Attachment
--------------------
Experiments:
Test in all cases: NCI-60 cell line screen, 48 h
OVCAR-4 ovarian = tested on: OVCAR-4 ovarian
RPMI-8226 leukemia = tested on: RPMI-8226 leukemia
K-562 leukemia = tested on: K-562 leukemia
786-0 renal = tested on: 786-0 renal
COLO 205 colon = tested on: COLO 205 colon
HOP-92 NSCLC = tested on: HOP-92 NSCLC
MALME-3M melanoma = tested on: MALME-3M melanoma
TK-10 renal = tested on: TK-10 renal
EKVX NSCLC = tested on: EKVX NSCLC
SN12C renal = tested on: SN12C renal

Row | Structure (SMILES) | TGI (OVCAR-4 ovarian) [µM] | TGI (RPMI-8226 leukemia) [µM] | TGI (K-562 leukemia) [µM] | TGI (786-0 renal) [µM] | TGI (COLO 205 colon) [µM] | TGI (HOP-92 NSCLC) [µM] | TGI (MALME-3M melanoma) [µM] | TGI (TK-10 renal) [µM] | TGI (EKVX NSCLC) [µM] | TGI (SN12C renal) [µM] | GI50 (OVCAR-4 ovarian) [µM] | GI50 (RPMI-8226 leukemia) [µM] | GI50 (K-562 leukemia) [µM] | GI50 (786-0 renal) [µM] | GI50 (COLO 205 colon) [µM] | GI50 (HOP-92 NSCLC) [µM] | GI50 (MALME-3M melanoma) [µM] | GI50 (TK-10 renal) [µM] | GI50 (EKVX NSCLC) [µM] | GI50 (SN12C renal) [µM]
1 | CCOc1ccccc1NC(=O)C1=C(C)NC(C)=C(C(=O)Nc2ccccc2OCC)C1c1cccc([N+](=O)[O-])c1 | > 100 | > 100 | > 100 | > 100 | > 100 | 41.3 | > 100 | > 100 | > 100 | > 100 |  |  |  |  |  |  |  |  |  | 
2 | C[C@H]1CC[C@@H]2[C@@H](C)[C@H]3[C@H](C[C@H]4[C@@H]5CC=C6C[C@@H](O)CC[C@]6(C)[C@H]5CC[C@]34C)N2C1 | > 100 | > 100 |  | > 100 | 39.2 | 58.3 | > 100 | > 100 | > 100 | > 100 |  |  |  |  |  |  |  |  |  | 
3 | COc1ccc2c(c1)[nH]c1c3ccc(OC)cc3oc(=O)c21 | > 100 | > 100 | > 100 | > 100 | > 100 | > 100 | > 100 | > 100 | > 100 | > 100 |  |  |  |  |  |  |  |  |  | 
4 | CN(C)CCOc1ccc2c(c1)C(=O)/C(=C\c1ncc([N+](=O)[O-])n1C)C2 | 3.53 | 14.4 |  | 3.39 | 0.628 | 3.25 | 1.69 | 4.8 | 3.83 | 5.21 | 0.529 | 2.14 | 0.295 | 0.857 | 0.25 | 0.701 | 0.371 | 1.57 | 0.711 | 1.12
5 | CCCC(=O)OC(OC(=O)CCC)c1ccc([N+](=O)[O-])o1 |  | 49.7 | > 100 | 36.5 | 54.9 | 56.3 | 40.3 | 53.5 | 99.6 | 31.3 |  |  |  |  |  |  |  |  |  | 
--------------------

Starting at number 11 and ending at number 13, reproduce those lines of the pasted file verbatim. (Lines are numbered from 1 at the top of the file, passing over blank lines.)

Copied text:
EKVX NSCLC = tested on: EKVX NSCLC
SN12C renal = tested on: SN12C renal

Row | Structure (SMILES) | TGI (OVCAR-4 ovarian) [µM] | TGI (RPMI-8226 leukemia) [µM] | TGI (K-562 leukemia) [µM] | TGI (786-0 renal) [µM] | TGI (COLO 205 colon) [µM] | TGI (HOP-92 NSCLC) [µM] | TGI (MALME-3M melanoma) [µM] | TGI (TK-10 renal) [µM] | TGI (EKVX NSCLC) [µM] | TGI (SN12C renal) [µM] | GI50 (OVCAR-4 ovarian) [µM] | GI50 (RPMI-8226 leukemia) [µM] | GI50 (K-562 leukemia) [µM] | GI50 (786-0 renal) [µM] | GI50 (COLO 205 colon) [µM] | GI50 (HOP-92 NSCLC) [µM] | GI50 (MALME-3M melanoma) [µM] | GI50 (TK-10 renal) [µM] | GI50 (EKVX NSCLC) [µM] | GI50 (SN12C renal) [µM]